Can you find triangles on a 9-point circle? Can you work out their angles?
Can you put the 25 coloured tiles into the 5 x 5 square so that no column, no row and no diagonal line have tiles of the same colour in them?
Match the cards of the same value.
The opposite vertices of a square have coordinates (a,b) and (c,d). What are the coordinates of the other vertices?
Players take it in turns to choose a dot on the grid. The winner is the first to have four dots that can be joined to form a square.
Do you know how to find the area of a triangle? You can count the squares. What happens if we turn the triangle on end? Press the button and see. Try counting the number of units in the triangle now. . . .
Place a red counter in the top left corner of a 4x4 array, which is covered by 14 other smaller counters, leaving a gap in the bottom right hand corner (HOME). What is the smallest number of moves. . . .
Arrange the four number cards on the grid, according to the rules, to make a diagonal, vertical or horizontal line.
A game for two people, or play online. Given a target number, say 23, and a range of numbers to choose from, say 1-4, players take it in turns to add to the running total to hit their target.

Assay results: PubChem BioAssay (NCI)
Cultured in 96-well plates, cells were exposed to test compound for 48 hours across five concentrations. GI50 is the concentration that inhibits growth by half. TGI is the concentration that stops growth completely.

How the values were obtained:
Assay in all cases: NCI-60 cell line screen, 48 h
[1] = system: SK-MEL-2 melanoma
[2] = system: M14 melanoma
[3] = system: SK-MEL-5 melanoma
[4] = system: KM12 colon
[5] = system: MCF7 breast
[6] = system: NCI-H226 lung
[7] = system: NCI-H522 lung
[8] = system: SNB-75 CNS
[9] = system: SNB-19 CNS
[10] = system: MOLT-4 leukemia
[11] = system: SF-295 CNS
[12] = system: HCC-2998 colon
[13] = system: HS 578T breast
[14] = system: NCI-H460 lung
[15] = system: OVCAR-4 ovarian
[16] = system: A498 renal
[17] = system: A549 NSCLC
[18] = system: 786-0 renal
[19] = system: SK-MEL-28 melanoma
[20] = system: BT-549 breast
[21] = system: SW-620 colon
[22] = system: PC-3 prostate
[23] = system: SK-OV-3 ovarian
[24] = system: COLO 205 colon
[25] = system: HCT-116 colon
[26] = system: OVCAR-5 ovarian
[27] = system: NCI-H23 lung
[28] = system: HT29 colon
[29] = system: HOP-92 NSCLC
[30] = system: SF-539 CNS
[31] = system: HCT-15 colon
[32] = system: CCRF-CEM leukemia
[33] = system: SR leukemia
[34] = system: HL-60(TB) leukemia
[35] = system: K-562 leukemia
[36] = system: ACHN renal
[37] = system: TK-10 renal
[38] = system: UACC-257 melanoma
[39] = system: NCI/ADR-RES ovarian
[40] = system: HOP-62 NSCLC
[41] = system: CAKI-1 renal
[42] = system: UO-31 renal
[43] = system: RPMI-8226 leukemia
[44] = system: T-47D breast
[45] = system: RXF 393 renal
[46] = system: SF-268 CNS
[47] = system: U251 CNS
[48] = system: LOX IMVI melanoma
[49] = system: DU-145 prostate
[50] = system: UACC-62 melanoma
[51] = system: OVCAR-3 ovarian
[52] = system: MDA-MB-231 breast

When number pyramids have a sequence on the bottom layer, some interesting patterns emerge...
A counter is placed in the bottom right hand corner of a grid. You toss a coin and move the star according to the following rules: ... What is the probability that you end up in the top left-hand. . . .
There are 27 small cubes in a 3 x 3 x 3 cube, 54 faces being visible at any one time. Is it possible to reorganise these cubes so that by dipping the large cube into a pot of paint three times you. . . .
A red square and a blue square overlap so that the corner of the red square rests on the centre of the blue square. Show that, whatever the orientation of the red square, it covers a quarter of the. . . .
Show how this pentagonal tile can be used to tile the plane and describe the transformations which map this pentagon to its images in the tiling.
Euler discussed whether or not it was possible to stroll around Koenigsberg crossing each of its seven bridges exactly once. Experiment with different numbers of islands and bridges.